Looks like a reasonable assessment of Sir George Godber’s actual words and activities to me.

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12 Responses to Sir George Godber and passive smoking, update hat tip Rose

  1. garyk30 says:

    Ah yes, SHS ‘KILLS’ and smoking is a bigger ‘KILLER’ of smokers.

    Just suppose the smokers had never smoked.
    Using data from Doll’s 50 year study of doctors’ mortality, about 98% of the smokers’ deaths would still occur.

    Mortality in relation to smoking: 50 years observations on male British doctors
    Doll et al
    http://www.bmj.com/highwire/filestream/400720/field_highwire_article_pdf/0/bmj.38142.554479.AE.full.pdf

    Table 1, page 3
    This table lists the deaths from the 8 disease groups that are said to be caused by smoking and the total deaths.
    Non-smokers have 16.3 deaths from the smoking caused diseases out of a total of 19.38 deaths.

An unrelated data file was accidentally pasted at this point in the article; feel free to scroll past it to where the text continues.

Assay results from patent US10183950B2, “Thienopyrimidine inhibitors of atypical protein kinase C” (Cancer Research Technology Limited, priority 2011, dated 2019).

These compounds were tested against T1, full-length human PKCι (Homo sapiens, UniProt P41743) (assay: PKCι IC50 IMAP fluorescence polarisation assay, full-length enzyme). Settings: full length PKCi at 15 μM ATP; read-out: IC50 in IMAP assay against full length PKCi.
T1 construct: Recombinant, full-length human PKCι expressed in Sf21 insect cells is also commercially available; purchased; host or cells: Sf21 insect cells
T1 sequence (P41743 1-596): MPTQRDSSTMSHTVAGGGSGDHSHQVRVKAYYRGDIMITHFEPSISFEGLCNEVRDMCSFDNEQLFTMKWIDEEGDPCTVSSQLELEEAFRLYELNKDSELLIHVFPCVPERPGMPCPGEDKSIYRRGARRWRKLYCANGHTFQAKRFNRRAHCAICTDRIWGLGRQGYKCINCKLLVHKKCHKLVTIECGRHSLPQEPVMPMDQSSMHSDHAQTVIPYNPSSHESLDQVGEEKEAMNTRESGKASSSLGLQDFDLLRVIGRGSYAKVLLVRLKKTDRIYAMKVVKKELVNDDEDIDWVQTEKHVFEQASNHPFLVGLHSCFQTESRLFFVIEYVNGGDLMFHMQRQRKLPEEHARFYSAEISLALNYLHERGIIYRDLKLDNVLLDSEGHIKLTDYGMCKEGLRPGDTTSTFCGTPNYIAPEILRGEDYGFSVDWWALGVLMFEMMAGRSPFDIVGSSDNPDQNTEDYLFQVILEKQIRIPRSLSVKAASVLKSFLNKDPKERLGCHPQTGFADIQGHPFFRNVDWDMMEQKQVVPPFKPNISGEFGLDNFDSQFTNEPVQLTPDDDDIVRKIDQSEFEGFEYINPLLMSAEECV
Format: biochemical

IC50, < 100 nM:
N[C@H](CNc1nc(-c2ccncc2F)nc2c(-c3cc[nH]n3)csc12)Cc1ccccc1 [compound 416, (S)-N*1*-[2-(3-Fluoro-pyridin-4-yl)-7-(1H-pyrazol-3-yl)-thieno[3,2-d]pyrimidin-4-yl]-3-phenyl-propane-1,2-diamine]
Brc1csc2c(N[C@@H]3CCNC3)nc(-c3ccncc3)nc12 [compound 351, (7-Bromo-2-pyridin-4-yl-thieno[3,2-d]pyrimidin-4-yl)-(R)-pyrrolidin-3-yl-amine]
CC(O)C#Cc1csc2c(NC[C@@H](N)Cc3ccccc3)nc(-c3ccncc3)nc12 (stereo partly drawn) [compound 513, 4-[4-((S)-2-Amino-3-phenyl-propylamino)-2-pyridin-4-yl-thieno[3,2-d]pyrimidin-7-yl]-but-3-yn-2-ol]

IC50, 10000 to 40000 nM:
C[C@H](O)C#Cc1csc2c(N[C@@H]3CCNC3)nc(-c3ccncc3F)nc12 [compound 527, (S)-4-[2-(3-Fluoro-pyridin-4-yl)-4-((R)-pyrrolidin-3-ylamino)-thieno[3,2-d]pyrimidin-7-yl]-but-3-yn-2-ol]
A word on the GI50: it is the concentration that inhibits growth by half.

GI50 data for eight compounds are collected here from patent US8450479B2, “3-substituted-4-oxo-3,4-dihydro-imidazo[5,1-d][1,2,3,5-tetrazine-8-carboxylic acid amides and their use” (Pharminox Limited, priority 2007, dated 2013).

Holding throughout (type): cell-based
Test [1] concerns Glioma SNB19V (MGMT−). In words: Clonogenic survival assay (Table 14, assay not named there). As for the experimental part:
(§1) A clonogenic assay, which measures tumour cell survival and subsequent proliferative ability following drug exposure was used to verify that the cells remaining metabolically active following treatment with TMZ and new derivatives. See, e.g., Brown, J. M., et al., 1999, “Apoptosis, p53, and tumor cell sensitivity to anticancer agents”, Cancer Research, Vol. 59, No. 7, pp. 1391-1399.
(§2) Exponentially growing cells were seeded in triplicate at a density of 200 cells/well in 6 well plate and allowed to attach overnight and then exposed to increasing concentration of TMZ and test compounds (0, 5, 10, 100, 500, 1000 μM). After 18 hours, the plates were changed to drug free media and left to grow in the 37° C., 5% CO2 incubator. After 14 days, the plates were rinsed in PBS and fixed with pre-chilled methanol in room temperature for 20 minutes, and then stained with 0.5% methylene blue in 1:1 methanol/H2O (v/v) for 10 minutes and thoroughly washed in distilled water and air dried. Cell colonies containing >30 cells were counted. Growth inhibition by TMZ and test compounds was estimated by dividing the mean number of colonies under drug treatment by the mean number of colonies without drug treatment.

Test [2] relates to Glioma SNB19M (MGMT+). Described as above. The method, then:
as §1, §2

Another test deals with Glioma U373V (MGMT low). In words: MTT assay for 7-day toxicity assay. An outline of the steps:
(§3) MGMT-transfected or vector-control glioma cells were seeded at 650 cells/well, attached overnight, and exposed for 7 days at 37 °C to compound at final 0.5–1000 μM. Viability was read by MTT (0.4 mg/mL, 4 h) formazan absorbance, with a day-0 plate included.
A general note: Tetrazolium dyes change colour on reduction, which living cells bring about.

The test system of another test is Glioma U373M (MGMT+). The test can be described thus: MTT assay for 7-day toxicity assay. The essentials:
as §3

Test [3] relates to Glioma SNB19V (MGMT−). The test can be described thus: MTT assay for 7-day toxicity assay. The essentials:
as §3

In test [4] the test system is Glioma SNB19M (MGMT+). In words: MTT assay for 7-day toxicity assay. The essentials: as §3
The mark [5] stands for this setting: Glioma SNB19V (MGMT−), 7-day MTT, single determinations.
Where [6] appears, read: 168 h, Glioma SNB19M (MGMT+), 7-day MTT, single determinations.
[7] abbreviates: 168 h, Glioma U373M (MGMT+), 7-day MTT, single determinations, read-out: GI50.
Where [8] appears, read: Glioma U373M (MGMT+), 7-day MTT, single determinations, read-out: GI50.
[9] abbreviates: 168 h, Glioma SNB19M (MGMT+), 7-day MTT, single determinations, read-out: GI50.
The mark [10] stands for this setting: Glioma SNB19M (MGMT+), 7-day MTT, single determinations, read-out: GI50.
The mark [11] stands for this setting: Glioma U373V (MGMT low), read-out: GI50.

( that is 84%)
    Current smokers have 30.41 deaths from the smoking caused diseases out of a total of 35.4.
    (that is 86%)

    84 is 98% of 86!!!!!!!

    Another amusing bit of data from this table:

    Current smokers of 25 or more cigarettes per day had a death rate from the diseases ’caused’ by smoking of about 83%.

    That is slightly LESS than the never-smokers!!!!!
    Gary K.

  2. garyk30 says:

    The dose makes the poison.
    From the above table:
    Rate of death from the smoking ’caused’ diseases.

    Smokers of 1-14 cigarettes per day = 85%

    Smokers of 25+ cigarettes per day = 83%

    I doubt that any anti-smoker would claim that Sir R.Doll is a shll for Big Tobacco.

    Gary K.

  3. garyk30 says:

    The dose makes the poison.
    From the above table:
    Rate of death from the smoking ’caused’ diseases.

    All other neoplasms(cancers) are 74% of the cancer deaths.
    All other neoplasms:
    Smokers of 1-14 cigarettes per day = 14.3%

    Smokers of 25+ cigarettes per day = 11.9%

    Antis will claim that this is because the heavy smokers have more lung cancer deaths.

    But; that would only make a difference, if and only if the cancers were 100% of the deaths.

    Gary K.

  4. garyk30 says:

    All other neoplasms were 17% of the never-smoker deaths.

    Smokers may lose part of a lung;but, never-smokers are more apt to lose part of a brain!!!!